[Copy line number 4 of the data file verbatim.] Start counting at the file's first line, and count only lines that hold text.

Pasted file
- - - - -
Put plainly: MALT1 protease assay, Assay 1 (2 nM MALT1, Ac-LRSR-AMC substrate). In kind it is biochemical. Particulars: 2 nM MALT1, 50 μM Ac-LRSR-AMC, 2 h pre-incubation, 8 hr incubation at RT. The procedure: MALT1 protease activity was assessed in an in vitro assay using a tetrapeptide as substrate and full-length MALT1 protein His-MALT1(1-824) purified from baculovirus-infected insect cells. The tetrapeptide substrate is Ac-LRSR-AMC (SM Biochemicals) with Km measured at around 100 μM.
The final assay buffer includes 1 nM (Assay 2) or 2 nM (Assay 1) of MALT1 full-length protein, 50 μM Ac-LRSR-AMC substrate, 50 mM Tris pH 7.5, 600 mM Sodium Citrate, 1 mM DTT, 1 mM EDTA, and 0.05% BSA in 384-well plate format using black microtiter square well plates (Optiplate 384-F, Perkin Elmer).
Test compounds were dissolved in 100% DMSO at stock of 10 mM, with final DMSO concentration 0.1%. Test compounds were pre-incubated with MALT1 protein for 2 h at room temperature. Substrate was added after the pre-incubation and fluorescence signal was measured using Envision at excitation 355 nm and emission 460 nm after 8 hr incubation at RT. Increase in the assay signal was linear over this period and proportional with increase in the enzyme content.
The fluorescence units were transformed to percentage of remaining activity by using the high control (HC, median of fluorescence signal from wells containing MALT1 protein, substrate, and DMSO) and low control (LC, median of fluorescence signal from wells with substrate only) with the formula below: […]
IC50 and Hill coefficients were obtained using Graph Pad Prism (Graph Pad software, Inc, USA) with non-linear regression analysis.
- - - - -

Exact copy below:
The fluorescence units were transformed to percentage of remaining activity by using the high control (HC, median of fluorescence signal from wells containing MALT1 protein, substrate, and DMSO) and low control (LC, median of fluorescence signal from wells with substrate only) with the formula below: […]